I said in my review for The Eight with the favourite authors and books that not many regard this as a fantasy, but it is, even though it's status as part of the genre is probably a little tenuous. It's one of those books that is very hard to classify as so many elements go into making up its whole, and it's an example of how far the boundaries of this genre that I love can be stretched and why it remains one of my favourite novels, ever.
Katherine Neville, while she has lived a remarkable life and is a brilliant writer, has never quite been able to recapture what she did with The Eight. Someone else on a forum a long time ago, described it as 'lightning in a bottle', and that's what it is. The stars aligned and everything came together for both readers and writer with The Eight. All of the elements in The Eight: history, the French Revolution, chess, Charlemagne, religion, modern politics, mystery, adventure, intrigue and the secret to eternal life, combined to make a wondrous whole.
It's a book I've read a number of times (not as often as The Lies of Locke Lamora, but I don't think I'll ever read any other book that much), and I always find something new to appreciate and something familiar to fall in love with all over again. Cat Velis is one of my favourite fictional heroes.
I have occasionally wondered why Hollywood hasn't jumped on this. They often claim to be searching for something new, which The Eight definitely is, however I think what they really want is something safe that they can pass off as new, and whatever else The Eight is, it is most certainly not safe. In some ways, while a movie or TV production of The Eight (and in recent years with the success of episodic multi season productions like Game of Thrones, I can see how filming The Eight over a 6 or 10 episodes, or even more fittingly 8, may actually benefit it better to give viewers a greater sense of the entire story) would be interesting to see and probably increase the book's profile, I'd also be scared of how I felt if they cast the wrong person as Cat, or any of the other characters, or what they may have to change to make the book film better or be more relevant (it was published in 1988 and is set in 1972, so they may have to make allowances for modern sensibility and knowledge), which would affect my view of the whole thing.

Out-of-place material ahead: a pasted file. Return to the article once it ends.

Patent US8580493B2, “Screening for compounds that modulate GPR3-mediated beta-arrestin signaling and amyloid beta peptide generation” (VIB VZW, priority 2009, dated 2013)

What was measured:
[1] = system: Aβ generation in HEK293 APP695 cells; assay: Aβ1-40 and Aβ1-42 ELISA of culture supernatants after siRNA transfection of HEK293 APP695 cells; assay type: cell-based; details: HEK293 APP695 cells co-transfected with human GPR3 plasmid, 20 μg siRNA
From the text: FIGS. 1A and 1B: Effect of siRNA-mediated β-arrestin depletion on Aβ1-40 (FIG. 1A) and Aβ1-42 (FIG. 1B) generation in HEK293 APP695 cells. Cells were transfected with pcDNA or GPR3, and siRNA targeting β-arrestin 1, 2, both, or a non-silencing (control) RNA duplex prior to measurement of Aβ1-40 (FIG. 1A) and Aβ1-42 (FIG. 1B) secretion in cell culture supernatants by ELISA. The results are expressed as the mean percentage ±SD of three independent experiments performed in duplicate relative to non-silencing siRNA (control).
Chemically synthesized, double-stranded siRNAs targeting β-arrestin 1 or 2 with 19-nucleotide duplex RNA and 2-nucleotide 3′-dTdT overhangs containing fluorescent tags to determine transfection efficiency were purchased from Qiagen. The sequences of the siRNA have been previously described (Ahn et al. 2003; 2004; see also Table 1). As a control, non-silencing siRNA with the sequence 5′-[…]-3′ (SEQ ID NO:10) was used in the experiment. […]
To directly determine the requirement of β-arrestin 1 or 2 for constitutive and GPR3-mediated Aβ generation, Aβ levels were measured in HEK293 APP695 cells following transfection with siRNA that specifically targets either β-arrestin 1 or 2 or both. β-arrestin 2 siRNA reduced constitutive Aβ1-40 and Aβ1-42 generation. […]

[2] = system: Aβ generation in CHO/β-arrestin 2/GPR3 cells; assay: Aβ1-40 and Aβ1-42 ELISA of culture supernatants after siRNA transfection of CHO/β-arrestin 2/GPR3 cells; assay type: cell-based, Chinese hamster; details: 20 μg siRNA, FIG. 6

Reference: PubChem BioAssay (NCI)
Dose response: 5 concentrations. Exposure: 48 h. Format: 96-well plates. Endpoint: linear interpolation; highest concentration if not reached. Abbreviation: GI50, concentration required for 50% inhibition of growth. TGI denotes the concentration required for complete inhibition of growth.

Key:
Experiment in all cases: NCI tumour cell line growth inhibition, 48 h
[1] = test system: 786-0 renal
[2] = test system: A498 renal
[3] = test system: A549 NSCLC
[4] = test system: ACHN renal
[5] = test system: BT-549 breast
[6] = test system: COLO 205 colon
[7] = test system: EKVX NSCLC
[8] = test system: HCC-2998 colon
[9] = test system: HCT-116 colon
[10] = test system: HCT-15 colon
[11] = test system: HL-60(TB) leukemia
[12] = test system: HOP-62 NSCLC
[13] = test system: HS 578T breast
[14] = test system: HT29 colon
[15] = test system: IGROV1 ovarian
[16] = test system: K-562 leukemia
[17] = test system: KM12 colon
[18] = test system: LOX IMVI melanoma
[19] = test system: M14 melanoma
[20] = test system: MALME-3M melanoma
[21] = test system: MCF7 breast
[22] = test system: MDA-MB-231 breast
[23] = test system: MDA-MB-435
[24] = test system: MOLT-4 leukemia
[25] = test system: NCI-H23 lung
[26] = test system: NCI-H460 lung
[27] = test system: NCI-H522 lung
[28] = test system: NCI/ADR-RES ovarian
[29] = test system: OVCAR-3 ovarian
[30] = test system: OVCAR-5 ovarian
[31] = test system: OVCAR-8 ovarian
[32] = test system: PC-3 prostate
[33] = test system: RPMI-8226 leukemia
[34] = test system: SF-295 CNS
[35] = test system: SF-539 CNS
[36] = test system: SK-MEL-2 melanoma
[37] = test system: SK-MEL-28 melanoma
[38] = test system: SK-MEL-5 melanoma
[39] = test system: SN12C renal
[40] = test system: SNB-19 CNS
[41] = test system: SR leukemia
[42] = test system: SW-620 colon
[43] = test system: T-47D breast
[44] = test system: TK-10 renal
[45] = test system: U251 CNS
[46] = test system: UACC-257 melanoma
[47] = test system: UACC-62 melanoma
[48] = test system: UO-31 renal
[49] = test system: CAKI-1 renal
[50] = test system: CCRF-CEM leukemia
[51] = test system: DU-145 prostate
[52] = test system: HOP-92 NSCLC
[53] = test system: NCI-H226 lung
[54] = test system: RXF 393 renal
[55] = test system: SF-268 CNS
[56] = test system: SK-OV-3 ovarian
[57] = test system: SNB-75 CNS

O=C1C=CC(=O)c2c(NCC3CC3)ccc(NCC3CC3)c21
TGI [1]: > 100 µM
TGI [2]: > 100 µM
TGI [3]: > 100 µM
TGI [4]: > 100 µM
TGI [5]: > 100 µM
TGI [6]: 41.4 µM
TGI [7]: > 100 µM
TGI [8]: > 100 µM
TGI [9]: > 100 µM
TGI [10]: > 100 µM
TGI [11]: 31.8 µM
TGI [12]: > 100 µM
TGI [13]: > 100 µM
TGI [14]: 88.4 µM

It really is a marvellous book with something for nearly every reader and I urge anyone who hasn't read it to do so.